As a senator, Honasan’s main advocacies aside from military welfare include environmental and agrarian reform. He is principal author and co-author of the Clean Air Act of 1999, Clean Water Act, the National Security Policy, Disaster Risk Reduction Management Act of 2009, the Solid Waste Management Act of 2000 and the Comprehensive Agrarian Reform Program Extension with Reforms Law (CARPER). Sen. Honasan sponsored the POGI bill or People’s Ownership of Government Information Act of 2012 also known as the Freedom of Information Act.
In 2006, the senator was charged for rebellion for supposedly leading the Oakwood mutiny in 2003 and the 2006 Marine standoff against former President Gloria Macapagal-Arroyo’s administration. The charges against him were dismissed in 2007, months after winning the May polls.
Before retiring as a senator, Honasan became the running mate of former Vice President Jejomar Binay, standard-bearer of the United Nationalist Alliance (UNA) for the 2016 national elections.
On November 20, 2018, President Rodrigo Duterte formally nominated Honasan as the Department of Information and Communications Technology (DICT) secretary. This is yet to be approved by Commission on Appointments (CA). If appointed, he will be in charge of shepherding the process of setting up the country's third telecommunications company.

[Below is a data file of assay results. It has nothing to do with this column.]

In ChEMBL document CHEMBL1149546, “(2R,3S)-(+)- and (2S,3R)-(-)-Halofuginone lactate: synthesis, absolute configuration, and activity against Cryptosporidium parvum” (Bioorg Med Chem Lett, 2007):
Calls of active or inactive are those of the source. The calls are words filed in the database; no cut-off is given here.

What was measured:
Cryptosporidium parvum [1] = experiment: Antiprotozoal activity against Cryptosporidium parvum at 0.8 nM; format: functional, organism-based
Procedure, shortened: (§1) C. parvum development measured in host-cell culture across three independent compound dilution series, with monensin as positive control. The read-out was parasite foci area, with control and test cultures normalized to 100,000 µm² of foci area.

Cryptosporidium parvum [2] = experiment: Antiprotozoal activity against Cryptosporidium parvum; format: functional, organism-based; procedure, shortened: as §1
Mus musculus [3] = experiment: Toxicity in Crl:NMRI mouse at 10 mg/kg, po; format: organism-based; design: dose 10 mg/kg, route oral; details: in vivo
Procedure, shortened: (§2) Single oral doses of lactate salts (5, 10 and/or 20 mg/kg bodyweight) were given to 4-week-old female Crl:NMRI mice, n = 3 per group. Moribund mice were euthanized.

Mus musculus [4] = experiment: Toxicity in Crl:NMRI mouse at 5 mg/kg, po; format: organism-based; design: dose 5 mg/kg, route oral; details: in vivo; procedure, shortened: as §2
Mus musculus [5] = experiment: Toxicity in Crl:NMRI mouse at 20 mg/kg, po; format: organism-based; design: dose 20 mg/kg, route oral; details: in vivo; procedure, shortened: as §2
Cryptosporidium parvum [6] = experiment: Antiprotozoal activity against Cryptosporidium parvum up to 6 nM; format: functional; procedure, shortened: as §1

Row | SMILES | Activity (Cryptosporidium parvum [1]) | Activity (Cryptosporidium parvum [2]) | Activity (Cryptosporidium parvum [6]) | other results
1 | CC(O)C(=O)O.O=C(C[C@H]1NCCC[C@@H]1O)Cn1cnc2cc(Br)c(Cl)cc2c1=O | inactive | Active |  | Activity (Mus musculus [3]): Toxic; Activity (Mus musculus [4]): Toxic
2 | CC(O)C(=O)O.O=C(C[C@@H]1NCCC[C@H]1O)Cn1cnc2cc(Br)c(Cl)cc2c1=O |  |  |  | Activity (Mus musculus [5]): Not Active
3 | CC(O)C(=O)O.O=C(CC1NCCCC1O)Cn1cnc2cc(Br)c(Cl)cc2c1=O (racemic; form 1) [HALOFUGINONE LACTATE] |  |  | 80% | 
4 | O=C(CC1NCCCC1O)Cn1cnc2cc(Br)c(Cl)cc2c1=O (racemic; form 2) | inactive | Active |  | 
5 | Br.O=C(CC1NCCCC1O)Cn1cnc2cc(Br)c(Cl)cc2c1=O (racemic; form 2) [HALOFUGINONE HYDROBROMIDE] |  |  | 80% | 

The 71-year-old senator is currently Chairperson of the Senate Committees on National Defense and Security, and on Peace Unification, and Reconciliation.
"I was just an ordinary soldier thrust into extraordinary circumstances and during those moments I've responded by showing through actions my love for God, country, and family—that is my legacy,” he once said when asked how he wanted to be remembered.
As a senator, Escudero, who became a member of the senate in 20017, prioritized helping the Filipino workers by passing a law to gain tax exemption and additional exemptions. This law is now known as the RA 9504 or the Tax Exemption for Minimum Wage Earners and Increased Tax Exemptions. He also authored a bill to increase the maximum insurance coverage to P500,000 for bank deposits (RA 9576). Some of the notable laws/bills that he authored or co-authored are: the Anti-Vagrancy Law (RA 10158), Anti-Enforced or Involuntary Disappearance Act (RA 10353), and the Anti-Torture Act (RA 9745)
He also headed the Senate Committee on Justice and Human Rights, Joint Oversight Committee on Ecological Solid Waste Management Act, Joint Congressional Oversight Committee on the Clean Air Act and Committee on Environment and Natural Resources in 2007. The senator has earned several awards and distinctions including the Ten Outstanding Young Men (TOYM) of the Philippines in 2000 and 2005, and the Young Global Leader of 2008 from the World Economic Forum (WEF).
In 2015, Chiz got the church annulment of his first marriage and married actress Heart Evangelista. A year after the wedding, the senator became the running mate of FPJ’s daughter, Sen. Grace Poe, in the 2016 polls. Escudero is the current chairman of the committees on banks, financial institutions, and currencies, and on education, arts, and culture. He is running for Sorsogon governor in the May polls.